By: Kelly Guman, MN, RN – Yellow Brick President and CEO
Happy Nurses Week!
This month I attended the American Organization for Nursing Leadership (AONL) Conference in Anaheim, CA and enjoyed attending the closing keynote, “Embrace the Shake” by Phil Hansen. He is the author of Creativity Sucks: And 30 Other Things I’ve Learned while Living a Weird, Amazing, Crazy, Creative Life and touched every emotion during his 75-minute keynote.
The ”closer” at a national conference is presented with a myriad of roadblocks when trying to engage their target audience. On the last day, most attendees have been at the conference for several days exploring the city, meeting with colleagues, staying up too late, and missing family and family work. They are just realizing that they need to go back to reality soon! So, essentially, they are distracted.
With that stage set, I have to say, Phil absolutely killed it. He inspired us, and I left with hope and a renewed spirit that our perceived challenges could be overcome by applying stamina and rigor. Phil is an artist whose work in his early career used the technique of microdots to create masterpieces. Each piece required hundreds or thousands of hours, precisely placing each dot to create his work. One day he woke up with a tremor in his hand and was eventually diagnosed with irreversible nerve damage from years of overuse of his hand. He went into this depressive state and gave up on his art until one day, he used creativity to “Embrace the Shake” and began experimenting with new mediums and types of art. The results were new and different art that didn’t require him to have a steady hand. He reinvented himself and his art by finding flow with new routines. He shared his story in a Ted Talk.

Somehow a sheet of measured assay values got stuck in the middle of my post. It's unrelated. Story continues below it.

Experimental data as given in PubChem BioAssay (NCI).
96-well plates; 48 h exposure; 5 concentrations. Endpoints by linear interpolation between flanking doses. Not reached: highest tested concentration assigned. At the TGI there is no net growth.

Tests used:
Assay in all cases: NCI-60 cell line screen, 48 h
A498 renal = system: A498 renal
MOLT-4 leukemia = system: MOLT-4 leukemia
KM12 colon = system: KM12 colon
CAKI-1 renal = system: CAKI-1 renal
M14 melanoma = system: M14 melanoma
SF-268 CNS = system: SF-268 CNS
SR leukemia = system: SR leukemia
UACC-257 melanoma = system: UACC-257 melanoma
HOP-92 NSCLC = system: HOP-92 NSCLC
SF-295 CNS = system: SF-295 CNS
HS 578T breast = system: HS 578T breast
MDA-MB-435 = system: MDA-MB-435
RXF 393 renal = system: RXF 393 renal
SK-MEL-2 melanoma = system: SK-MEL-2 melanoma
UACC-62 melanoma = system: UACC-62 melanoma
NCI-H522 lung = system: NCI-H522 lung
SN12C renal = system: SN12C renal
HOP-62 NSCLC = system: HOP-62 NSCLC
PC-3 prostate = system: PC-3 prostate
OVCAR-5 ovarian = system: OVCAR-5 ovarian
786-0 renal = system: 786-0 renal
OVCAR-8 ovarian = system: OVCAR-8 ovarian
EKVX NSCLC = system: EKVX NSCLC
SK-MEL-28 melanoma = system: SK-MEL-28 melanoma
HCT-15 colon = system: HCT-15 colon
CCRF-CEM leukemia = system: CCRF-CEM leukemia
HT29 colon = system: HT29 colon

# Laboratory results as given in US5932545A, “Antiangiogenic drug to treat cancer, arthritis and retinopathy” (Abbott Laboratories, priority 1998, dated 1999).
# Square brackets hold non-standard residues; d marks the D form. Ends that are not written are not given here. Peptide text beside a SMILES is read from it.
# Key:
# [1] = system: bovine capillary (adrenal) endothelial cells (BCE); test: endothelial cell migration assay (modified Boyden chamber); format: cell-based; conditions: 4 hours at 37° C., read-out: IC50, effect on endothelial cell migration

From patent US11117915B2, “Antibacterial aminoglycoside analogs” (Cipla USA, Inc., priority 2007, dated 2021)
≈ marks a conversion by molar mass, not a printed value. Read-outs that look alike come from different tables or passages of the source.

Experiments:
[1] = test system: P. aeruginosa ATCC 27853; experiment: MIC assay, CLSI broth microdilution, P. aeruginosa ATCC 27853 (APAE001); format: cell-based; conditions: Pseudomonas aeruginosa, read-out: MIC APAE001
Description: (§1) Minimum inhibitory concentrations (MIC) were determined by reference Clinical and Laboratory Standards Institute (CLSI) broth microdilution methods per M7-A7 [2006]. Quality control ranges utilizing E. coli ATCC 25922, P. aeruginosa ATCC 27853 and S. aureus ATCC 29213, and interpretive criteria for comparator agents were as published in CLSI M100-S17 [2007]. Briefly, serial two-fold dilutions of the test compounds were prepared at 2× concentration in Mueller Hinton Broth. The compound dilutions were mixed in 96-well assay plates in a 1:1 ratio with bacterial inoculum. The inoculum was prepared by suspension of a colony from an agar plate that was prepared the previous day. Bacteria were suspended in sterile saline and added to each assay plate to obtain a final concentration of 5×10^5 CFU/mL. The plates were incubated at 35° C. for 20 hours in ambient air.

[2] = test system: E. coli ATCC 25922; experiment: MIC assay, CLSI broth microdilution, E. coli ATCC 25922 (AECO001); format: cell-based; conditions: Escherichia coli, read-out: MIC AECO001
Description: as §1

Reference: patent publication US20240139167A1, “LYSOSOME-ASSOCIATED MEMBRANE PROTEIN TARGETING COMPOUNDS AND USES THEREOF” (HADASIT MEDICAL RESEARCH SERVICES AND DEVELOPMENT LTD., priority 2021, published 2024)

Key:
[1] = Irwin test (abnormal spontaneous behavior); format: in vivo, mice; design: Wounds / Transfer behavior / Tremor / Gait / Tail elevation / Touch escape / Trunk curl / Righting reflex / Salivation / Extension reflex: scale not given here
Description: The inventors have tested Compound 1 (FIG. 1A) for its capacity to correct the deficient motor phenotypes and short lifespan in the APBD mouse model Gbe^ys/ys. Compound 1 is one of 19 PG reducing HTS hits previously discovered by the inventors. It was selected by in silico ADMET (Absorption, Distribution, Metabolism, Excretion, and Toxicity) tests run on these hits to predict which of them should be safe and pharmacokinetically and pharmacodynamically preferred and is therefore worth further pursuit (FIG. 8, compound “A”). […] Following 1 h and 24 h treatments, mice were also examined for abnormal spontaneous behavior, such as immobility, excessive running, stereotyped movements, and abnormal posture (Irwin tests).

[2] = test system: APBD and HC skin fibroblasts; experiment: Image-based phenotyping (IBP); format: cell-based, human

One of the key points I took away was that when we are young, we are encouraged to try new things and that it’s ok for us to fail. When we fall, we pick ourselves up and keep trying. As we mature, we are less comfortable failing, so we stop trying new things, often due to the fear of embarrassment or, looking silly. Phil challenged us to “keep on, keeping on” and to stay motivated to continue to grow our skills and approach to life and work, especially when we have reached our most significant goals.
This message resonated with me as our company reached its five-year mark. We have celebrated many accomplishments (and failures) to look beyond what is comfortable and challenge ourselves to do great things! I would have never bought a book on creativity, but it is exactly what I needed to rethink my path and what comes next as we look to the next five years.
I challenge all of us to continue to try new things, fall, and get back up with a renewed spirit. Although we may not always celebrate a great win, we will learn a lot about ourselves in the process and can use those lessons for what comes next!
Cheers to being curious and creative!